Cardinals 10, Brewers 3: Chris Carpenter makes it ten straight, though he didn’t exactly cruise in this one. Skip Schumaker was 4 for 4 with two RBI. The Cards have a 10.5 game lead now.

Rockies 5, Mets 2: Welcome Jason Giambi! One of the NL West’s two pinch-hit only former superstars hits a two-run pinch hit single in the eighth which broke the tie and put Colorado in the lead to stay.

Diamondbacks 4, Dodgers 1: Chad Billingsley loses his third in a row. Doug Mientkiewicz made his return after being out since April. He had a pinch it single, so I guess that means that he and Thome will be battling for the pinch hitter slot? Does LA have a 28 man roster or something? UPDATE: OK, that was stupid. I had forgotten that we’re past September 1. So yes, they have all the roster space they need.  I hafta stop writing these things at 5:30 in the morning. 

Mets to move Matt Harvey to the bullpen

Matt Harvey
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Mets right-hander Matt Harvey is heading to the bullpen, according to comments made by club manager Mickey Callaway on Saturday. As predicted, Harvey doesn’t appear to be taking the news particularly well, going so far as to tell Callaway that the decision has him “at a 10 with being pissed off” and that he’s motivated to prove himself as a starter.

It’s been rough going for Harvey this spring. After missing significant time to a shoulder injury last season, the 29-year-old righty returned to the mound with a lot left to prove. He pitched to an 0-2 record in four starts, issuing 14 runs, four home runs and 17 strikeouts in 21 innings. It’s been a while since the Mets have seen anything better out of their starter — he hasn’t turned in a sub-4.00 ERA since 2015 and hasn’t pitched well enough to earn an All-Star berth since 2013 — and now it appears they’re at the end of their rope.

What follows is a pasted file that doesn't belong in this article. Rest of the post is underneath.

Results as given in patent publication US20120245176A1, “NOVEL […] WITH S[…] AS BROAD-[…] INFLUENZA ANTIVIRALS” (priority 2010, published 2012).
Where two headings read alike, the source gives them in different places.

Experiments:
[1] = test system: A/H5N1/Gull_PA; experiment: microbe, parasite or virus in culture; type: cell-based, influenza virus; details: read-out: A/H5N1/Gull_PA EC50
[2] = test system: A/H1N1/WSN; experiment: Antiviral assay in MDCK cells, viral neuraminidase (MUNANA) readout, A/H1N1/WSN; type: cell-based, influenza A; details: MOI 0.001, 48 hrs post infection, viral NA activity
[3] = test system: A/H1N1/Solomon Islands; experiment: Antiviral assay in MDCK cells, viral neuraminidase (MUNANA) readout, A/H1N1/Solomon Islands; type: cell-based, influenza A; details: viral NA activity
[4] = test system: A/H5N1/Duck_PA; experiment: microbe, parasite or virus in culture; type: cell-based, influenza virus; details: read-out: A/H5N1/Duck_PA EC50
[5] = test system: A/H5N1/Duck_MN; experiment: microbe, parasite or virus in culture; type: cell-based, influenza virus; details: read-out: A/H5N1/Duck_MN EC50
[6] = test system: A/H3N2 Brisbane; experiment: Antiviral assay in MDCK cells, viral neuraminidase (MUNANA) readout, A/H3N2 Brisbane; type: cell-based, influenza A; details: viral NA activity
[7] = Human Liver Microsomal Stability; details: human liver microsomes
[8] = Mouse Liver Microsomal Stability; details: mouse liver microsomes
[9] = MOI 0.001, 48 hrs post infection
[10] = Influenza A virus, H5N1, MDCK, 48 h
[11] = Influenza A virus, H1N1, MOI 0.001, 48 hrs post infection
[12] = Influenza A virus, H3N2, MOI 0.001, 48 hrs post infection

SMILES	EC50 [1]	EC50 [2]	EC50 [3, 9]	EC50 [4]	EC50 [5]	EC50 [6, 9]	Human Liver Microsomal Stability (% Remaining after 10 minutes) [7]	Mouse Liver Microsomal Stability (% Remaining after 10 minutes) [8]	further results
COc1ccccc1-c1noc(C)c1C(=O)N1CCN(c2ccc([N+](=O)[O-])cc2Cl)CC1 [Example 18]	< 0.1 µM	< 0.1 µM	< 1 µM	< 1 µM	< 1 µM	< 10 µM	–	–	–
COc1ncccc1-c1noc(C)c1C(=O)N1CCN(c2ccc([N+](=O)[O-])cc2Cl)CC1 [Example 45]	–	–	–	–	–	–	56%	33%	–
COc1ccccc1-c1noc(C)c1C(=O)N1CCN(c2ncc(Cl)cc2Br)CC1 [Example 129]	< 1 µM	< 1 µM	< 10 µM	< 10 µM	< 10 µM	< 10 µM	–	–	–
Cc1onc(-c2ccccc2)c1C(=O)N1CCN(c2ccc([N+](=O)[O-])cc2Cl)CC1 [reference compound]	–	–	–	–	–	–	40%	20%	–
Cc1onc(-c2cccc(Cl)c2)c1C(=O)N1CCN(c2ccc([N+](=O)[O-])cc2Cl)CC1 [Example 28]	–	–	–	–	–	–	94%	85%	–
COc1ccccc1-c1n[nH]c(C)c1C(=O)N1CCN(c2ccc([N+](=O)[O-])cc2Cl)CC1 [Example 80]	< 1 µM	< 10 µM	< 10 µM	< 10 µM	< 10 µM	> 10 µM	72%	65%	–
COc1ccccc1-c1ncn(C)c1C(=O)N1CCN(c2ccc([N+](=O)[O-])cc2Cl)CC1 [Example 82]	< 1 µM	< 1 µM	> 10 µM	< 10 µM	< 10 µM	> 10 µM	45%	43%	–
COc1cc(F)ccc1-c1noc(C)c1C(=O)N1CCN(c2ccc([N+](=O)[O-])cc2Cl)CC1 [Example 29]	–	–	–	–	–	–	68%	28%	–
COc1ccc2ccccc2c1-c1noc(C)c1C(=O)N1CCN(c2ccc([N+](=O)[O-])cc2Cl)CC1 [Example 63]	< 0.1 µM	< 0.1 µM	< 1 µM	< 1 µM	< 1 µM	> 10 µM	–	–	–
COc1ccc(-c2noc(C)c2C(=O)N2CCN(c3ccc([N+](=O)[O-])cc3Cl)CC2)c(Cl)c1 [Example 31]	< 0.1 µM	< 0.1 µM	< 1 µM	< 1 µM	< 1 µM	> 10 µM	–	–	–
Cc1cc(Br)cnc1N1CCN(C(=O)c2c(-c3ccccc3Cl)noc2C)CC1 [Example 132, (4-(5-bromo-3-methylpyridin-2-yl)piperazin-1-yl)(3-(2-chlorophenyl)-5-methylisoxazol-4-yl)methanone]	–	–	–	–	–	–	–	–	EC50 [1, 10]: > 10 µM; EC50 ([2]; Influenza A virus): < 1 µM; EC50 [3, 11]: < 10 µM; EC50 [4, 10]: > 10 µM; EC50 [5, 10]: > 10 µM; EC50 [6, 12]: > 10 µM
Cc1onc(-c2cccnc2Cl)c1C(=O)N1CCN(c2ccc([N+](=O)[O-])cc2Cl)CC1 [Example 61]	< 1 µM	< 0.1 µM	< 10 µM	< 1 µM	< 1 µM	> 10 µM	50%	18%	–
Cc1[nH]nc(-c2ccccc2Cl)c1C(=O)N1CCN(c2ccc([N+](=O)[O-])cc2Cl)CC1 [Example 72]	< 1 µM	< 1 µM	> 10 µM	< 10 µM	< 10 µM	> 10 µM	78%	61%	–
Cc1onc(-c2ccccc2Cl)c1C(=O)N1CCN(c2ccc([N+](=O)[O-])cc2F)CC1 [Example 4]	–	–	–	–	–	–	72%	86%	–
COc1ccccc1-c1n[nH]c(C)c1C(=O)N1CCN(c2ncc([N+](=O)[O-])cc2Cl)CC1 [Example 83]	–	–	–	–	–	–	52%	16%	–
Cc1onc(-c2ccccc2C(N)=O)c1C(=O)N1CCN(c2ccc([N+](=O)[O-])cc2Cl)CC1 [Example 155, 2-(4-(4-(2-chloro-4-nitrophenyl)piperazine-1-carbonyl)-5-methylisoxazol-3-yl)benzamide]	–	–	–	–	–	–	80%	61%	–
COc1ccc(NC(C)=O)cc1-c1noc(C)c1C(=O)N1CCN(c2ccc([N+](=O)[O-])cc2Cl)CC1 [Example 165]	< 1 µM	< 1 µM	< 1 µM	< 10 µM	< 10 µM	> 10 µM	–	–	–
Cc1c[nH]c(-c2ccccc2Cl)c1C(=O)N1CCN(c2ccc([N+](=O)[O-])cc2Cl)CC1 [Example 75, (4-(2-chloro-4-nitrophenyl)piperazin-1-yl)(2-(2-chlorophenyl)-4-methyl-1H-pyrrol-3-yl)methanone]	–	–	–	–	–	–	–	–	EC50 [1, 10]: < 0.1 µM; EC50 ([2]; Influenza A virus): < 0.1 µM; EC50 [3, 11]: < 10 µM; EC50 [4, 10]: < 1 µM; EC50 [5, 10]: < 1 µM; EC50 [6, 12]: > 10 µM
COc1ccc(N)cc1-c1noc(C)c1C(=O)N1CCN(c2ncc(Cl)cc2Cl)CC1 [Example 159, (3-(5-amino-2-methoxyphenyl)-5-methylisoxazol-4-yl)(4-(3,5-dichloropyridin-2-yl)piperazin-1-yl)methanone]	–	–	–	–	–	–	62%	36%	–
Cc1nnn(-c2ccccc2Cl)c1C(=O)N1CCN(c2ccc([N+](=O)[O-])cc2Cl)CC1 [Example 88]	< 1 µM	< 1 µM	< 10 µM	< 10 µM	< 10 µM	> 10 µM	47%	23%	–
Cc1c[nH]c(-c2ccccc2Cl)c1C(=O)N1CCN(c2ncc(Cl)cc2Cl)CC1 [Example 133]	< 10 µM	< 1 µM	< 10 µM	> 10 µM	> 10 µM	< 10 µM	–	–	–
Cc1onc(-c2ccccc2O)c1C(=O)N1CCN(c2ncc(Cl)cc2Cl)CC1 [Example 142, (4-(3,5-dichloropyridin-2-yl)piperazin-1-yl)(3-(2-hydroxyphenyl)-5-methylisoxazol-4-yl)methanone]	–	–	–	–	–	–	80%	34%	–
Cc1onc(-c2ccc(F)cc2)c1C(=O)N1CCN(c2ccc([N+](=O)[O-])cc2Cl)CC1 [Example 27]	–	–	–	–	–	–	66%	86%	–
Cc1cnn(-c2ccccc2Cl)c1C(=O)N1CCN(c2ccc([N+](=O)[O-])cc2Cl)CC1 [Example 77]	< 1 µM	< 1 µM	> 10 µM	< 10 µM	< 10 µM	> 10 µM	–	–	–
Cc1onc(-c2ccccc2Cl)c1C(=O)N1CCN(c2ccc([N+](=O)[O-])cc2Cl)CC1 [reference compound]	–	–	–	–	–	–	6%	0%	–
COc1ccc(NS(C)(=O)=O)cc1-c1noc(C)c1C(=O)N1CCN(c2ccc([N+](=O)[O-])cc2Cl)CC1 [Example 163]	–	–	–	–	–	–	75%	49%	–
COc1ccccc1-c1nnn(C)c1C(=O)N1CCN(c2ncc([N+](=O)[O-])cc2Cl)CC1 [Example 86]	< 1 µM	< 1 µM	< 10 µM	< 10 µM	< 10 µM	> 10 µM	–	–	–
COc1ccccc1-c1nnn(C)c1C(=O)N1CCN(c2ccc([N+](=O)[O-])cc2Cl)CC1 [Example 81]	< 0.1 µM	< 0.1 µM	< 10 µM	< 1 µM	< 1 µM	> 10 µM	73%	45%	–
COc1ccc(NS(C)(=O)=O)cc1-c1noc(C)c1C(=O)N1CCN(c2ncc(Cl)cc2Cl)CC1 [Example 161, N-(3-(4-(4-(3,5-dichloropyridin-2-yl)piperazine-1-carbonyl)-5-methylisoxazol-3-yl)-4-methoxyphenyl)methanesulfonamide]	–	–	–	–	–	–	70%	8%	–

At this point, the Mets insist that the shift is a temporary one. While Callaway has helped successfully convert several starters to the bullpen, including Trevor Bauer and Carlos Carrasco, that’s not the plan for this veteran right-hander. Instead, both the team and Harvey seem to view the change as a way to clear up any mental blocks Harvey may be encountering on the mound. “We know he’s healthy,” assistant GM John Ricco told reporters. “He’s feeling good. Then you get to, is this a little bit of a mental thing, a confidence thing? One of the things we talk about is getting him into the ‘pen, where he can have success in short spurts, get that confidence back and really let it go and get back to being a guy who can dominate the way he’s shown in the past.”

Harvey will be eligible to pitch out of the bullpen on Tuesday, when the Mets are scheduled to kick off their next road series against the Cardinals. As for his replacement, left-hander Jason Vargas will resume his role in the rotation when he comes off the disabled list next Saturday.